This small deli is situated the opposite end of George's Street Arcade. The salad bar is scrumptious but can be quite expensive if you fill up one of their cartons. Best just take a small selection of everything and not get too carried away! They have pre-made sandwiches, frozen ready-meals and a counter with various baked treats, breads and lovely homemade burgers.

- Hell Pizza
WOW is all I can say about Hell's vegan pizza! It comes with refried beans on the base instead of cheese, and all my non-vegan friends have loved it just as much as a regular pizza. The staff are always willing to swap ingredients without any extra charge. Avacado on a pizza has never really appealed to me so I always ask for pineapple instead. I love this place!

There are obviously many more places that do vegan food and you can always ask for something to be omitted/substituted in a dish. Most Indian, Japanese and Chinese restaurants will have a lot on the menu that is vegan or can be adapted to become vegan on request.

Hello people!

I thought I'd start this blog because I really have trouble tearing myself away from other people's vegan food blogs, and I thought I'd do something productive so other people can see what I eat! I'm not some kind of masterchef, nor do I cook everything 100% from scratch all the time - but what I do eat I try to be adventurous with and make it super tasty, healthy and good to look at! There are so many blogs out there written by people who have loads of time to cook amazing dishes and by people who obviously have a lot of talent in the kitchen - my aim is, however, to show you what the average vegan person eats: nothing too fancy or complicated, food that can be made easily by anyone on any kind of budget.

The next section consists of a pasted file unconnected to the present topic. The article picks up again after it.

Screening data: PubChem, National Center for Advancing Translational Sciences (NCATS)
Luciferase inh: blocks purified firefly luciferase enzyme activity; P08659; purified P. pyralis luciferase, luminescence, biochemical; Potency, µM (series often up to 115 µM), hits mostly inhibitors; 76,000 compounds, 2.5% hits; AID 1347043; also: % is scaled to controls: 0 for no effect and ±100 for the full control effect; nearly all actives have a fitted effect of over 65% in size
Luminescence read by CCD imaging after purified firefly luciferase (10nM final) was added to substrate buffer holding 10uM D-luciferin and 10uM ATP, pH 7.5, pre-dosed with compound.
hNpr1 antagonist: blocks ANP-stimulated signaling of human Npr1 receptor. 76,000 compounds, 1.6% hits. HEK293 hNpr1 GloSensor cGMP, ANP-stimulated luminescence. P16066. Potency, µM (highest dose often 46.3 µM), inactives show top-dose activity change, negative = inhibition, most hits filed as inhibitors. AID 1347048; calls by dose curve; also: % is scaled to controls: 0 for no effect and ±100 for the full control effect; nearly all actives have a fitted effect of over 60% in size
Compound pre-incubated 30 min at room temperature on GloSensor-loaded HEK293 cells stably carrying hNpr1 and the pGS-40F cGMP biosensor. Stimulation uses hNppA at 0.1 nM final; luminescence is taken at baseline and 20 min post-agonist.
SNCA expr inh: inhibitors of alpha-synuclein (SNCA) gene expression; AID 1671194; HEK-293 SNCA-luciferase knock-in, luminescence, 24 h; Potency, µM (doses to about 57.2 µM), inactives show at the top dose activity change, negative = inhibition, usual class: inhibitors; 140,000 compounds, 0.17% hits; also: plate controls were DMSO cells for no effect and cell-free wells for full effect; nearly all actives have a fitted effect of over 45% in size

I'll also be documenting various new food products that I discover, restaurants and cafés around Dublin, and anything else of interest that is relevant to my life as a vegan.

I'll start with a few random pictures of things I've made in the past for you to see:

Here are some roasted chickpeas I made. All you have to do is get a can of chickpeas, drain them off and pat them dry, toss them in olive oil and sprinkle them with seasoning of your choice. Then roast them in the oven, turning occasionally, until crispy and golden. Leave them out to dry in the air so that they harden and become all crunchy... mmmm!

I love making bento boxes and taking them to work for my lunch. I really need to do this more often! Here is some sczechuan marinated tofu with brown rice and some Japanese umbrella cookies and peanut brittles for afters. I used to be pretty creative with my lunches, they were often concocted with leftovers from the previous evening's dinners.

I made this stirfry because I wanted to try out the lotus root that I'd bought from the Asian Market. There's mushrooms, onions, baby corn and sugar snap peas in there too. It was fried up in a bit of teriyaki sauce. The root is pretty hard to slice thinly. I served this with polenta cubes on the side, which were coated in southern fried style spices.

This is Moser Roth chocolate, available in Aldi stores. It is vegan, although is made on a line with chocolate that could contain milk, so that is mentioned on the package. I am totally addicted to this stuff! They make excellent varieties of dark chocolate, including mint, chilli and my favourite - almond and orange. They come in packs of 5 small, thin bars, perfect for snacking!

And of course... PANCAKES! Made from a simple batter of flour, baking soda, soya milk, cinnamon and a little bit of sugar. Who needs eggs? Decided to make these smaller, thicker American style pancakes instead of thinner ones. The toppings are warm red berries with agave nectar, peanut butter, and blackcurrant jam. I loved the way the hot juices from the berries soaked into the pancakes, it reminded me of the upside down summer fruit bread pudding my mum used to make when I was little - deelish!